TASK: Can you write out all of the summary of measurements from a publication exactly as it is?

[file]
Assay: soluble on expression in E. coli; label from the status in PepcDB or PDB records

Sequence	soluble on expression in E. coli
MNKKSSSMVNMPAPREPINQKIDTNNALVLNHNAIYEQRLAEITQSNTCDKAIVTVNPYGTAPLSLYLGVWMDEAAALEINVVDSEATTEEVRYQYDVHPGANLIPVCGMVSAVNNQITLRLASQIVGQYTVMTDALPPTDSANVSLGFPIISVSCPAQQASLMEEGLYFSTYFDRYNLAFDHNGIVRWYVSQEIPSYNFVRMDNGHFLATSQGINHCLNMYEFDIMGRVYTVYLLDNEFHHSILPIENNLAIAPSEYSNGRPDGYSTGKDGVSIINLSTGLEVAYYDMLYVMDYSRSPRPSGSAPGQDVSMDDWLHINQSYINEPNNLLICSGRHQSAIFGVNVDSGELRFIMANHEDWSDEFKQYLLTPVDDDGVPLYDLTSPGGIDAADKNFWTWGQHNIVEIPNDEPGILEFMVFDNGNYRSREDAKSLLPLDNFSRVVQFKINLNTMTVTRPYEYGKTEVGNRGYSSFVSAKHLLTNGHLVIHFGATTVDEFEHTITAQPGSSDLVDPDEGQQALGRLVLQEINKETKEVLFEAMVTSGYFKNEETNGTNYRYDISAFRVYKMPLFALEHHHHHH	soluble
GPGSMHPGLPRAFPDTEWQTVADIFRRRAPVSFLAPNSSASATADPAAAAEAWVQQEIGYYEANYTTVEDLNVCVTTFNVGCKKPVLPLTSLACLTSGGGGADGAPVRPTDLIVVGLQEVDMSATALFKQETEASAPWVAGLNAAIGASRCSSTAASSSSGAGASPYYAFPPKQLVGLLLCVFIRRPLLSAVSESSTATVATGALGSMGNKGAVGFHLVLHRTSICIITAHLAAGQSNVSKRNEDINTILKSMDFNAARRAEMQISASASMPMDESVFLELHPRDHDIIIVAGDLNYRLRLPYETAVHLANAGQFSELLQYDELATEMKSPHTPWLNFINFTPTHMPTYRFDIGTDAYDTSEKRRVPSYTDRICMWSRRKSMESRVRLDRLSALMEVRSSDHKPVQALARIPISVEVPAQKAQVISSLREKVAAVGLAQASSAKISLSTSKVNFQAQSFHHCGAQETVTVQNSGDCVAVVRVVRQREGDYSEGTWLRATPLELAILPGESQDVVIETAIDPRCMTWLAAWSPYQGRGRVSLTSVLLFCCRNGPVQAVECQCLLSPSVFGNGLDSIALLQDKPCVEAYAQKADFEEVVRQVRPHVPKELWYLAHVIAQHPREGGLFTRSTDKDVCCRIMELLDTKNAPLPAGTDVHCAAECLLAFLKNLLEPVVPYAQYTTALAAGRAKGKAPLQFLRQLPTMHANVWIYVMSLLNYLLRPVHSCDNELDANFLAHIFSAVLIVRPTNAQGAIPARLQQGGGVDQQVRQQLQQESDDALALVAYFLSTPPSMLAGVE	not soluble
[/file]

Assay: soluble on expression in E. coli; label from the status in PepcDB or PDB records

Sequence	soluble on expression in E. coli
MNKKSSSMVNMPAPREPINQKIDTNNALVLNHNAIYEQRLAEITQSNTCDKAIVTVNPYGTAPLSLYLGVWMDEAAALEINVVDSEATTEEVRYQYDVHPGANLIPVCGMVSAVNNQITLRLASQIVGQYTVMTDALPPTDSANVSLGFPIISVSCPAQQASLMEEGLYFSTYFDRYNLAFDHNGIVRWYVSQEIPSYNFVRMDNGHFLATSQGINHCLNMYEFDIMGRVYTVYLLDNEFHHSILPIENNLAIAPSEYSNGRPDGYSTGKDGVSIINLSTGLEVAYYDMLYVMDYSRSPRPSGSAPGQDVSMDDWLHINQSYINEPNNLLICSGRHQSAIFGVNVDSGELRFIMANHEDWSDEFKQYLLTPVDDDGVPLYDLTSPGGIDAADKNFWTWGQHNIVEIPNDEPGILEFMVFDNGNYRSREDAKSLLPLDNFSRVVQFKINLNTMTVTRPYEYGKTEVGNRGYSSFVSAKHLLTNGHLVIHFGATTVDEFEHTITAQPGSSDLVDPDEGQQALGRLVLQEINKETKEVLFEAMVTSGYFKNEETNGTNYRYDISAFRVYKMPLFALEHHHHHH	soluble
GPGSMHPGLPRAFPDTEWQTVADIFRRRAPVSFLAPNSSASATADPAAAAEAWVQQEIGYYEANYTTVEDLNVCVTTFNVGCKKPVLPLTSLACLTSGGGGADGAPVRPTDLIVVGLQEVDMSATALFKQETEASAPWVAGLNAAIGASRCSSTAASSSSGAGASPYYAFPPKQLVGLLLCVFIRRPLLSAVSESSTATVATGALGSMGNKGAVGFHLVLHRTSICIITAHLAAGQSNVSKRNEDINTILKSMDFNAARRAEMQISASASMPMDESVFLELHPRDHDIIIVAGDLNYRLRLPYETAVHLANAGQFSELLQYDELATEMKSPHTPWLNFINFTPTHMPTYRFDIGTDAYDTSEKRRVPSYTDRICMWSRRKSMESRVRLDRLSALMEVRSSDHKPVQALARIPISVEVPAQKAQVISSLREKVAAVGLAQASSAKISLSTSKVNFQAQSFHHCGAQETVTVQNSGDCVAVVRVVRQREGDYSEGTWLRATPLELAILPGESQDVVIETAIDPRCMTWLAAWSPYQGRGRVSLTSVLLFCCRNGPVQAVECQCLLSPSVFGNGLDSIALLQDKPCVEAYAQKADFEEVVRQVRPHVPKELWYLAHVIAQHPREGGLFTRSTDKDVCCRIMELLDTKNAPLPAGTDVHCAAECLLAFLKNLLEPVVPYAQYTTALAAGRAKGKAPLQFLRQLPTMHANVWIYVMSLLNYLLRPVHSCDNELDANFLAHIFSAVLIVRPTNAQGAIPARLQQGGGVDQQVRQQLQQESDDALALVAYFLSTPPSMLAGVE	not soluble